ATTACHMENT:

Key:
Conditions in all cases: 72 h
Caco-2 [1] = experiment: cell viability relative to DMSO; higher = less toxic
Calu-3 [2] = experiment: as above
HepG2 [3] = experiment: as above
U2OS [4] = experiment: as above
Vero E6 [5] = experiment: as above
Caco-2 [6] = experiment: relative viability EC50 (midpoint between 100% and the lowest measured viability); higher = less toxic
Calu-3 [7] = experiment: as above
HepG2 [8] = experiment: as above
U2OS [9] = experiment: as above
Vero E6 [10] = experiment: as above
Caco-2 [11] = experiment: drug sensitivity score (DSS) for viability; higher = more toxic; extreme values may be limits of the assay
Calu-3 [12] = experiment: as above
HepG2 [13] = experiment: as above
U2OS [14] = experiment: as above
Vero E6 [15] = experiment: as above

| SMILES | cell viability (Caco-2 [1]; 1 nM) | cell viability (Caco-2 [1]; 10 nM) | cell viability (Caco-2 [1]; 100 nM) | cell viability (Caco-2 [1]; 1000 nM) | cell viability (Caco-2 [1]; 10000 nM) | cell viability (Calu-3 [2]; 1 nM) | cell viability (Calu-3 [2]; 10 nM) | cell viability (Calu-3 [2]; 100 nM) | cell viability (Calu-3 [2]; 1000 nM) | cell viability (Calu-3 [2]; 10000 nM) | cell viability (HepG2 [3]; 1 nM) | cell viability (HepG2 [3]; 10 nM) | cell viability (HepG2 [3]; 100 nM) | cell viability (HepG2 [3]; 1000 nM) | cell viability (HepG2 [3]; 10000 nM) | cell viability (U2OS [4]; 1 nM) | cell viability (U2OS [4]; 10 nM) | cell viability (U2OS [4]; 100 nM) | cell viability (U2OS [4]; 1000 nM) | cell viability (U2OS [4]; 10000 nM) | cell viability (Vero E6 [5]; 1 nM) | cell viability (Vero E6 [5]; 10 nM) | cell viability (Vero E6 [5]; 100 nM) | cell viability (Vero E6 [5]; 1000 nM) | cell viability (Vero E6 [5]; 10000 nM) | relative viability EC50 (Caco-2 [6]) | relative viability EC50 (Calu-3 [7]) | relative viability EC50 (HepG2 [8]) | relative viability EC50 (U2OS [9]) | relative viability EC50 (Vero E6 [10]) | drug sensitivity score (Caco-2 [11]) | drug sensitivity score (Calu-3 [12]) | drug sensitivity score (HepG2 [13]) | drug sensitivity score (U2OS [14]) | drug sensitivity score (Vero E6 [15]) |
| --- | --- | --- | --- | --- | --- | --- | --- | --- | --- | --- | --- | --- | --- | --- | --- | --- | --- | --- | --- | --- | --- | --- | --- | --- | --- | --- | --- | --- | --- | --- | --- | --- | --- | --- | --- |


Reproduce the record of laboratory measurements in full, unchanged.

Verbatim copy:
Key:
Conditions in all cases: 72 h
Caco-2 [1] = experiment: cell viability relative to DMSO; higher = less toxic
Calu-3 [2] = experiment: as above
HepG2 [3] = experiment: as above
U2OS [4] = experiment: as above
Vero E6 [5] = experiment: as above
Caco-2 [6] = experiment: relative viability EC50 (midpoint between 100% and the lowest measured viability); higher = less toxic
Calu-3 [7] = experiment: as above
HepG2 [8] = experiment: as above
U2OS [9] = experiment: as above
Vero E6 [10] = experiment: as above
Caco-2 [11] = experiment: drug sensitivity score (DSS) for viability; higher = more toxic; extreme values may be limits of the assay
Calu-3 [12] = experiment: as above
HepG2 [13] = experiment: as above
U2OS [14] = experiment: as above
Vero E6 [15] = experiment: as above

| SMILES | cell viability (Caco-2 [1]; 1 nM) | cell viability (Caco-2 [1]; 10 nM) | cell viability (Caco-2 [1]; 100 nM) | cell viability (Caco-2 [1]; 1000 nM) | cell viability (Caco-2 [1]; 10000 nM) | cell viability (Calu-3 [2]; 1 nM) | cell viability (Calu-3 [2]; 10 nM) | cell viability (Calu-3 [2]; 100 nM) | cell viability (Calu-3 [2]; 1000 nM) | cell viability (Calu-3 [2]; 10000 nM) | cell viability (HepG2 [3]; 1 nM) | cell viability (HepG2 [3]; 10 nM) | cell viability (HepG2 [3]; 100 nM) | cell viability (HepG2 [3]; 1000 nM) | cell viability (HepG2 [3]; 10000 nM) | cell viability (U2OS [4]; 1 nM) | cell viability (U2OS [4]; 10 nM) | cell viability (U2OS [4]; 100 nM) | cell viability (U2OS [4]; 1000 nM) | cell viability (U2OS [4]; 10000 nM) | cell viability (Vero E6 [5]; 1 nM) | cell viability (Vero E6 [5]; 10 nM) | cell viability (Vero E6 [5]; 100 nM) | cell viability (Vero E6 [5]; 1000 nM) | cell viability (Vero E6 [5]; 10000 nM) | relative viability EC50 (Caco-2 [6]) | relative viability EC50 (Calu-3 [7]) | relative viability EC50 (HepG2 [8]) | relative viability EC50 (U2OS [9]) | relative viability EC50 (Vero E6 [10]) | drug sensitivity score (Caco-2 [11]) | drug sensitivity score (Calu-3 [12]) | drug sensitivity score (HepG2 [13]) | drug sensitivity score (U2OS [14]) | drug sensitivity score (Vero E6 [15]) |
| --- | --- | --- | --- | --- | --- | --- | --- | --- | --- | --- | --- | --- | --- | --- | --- | --- | --- | --- | --- | --- | --- | --- | --- | --- | --- | --- | --- | --- | --- | --- | --- | --- | --- | --- | --- |